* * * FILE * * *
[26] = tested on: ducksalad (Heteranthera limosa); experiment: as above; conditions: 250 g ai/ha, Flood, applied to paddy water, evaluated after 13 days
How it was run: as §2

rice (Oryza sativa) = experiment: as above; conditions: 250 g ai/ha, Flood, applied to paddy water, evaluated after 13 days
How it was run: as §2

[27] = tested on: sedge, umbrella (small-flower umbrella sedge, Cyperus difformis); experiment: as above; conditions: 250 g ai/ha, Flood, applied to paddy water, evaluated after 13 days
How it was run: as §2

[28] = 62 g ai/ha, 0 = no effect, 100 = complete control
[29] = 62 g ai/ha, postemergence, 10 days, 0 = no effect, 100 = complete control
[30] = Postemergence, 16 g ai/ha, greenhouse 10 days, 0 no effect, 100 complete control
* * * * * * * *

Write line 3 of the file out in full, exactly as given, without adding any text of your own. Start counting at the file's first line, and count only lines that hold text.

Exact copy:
rice (Oryza sativa) = experiment: as above; conditions: 250 g ai/ha, Flood, applied to paddy water, evaluated after 13 days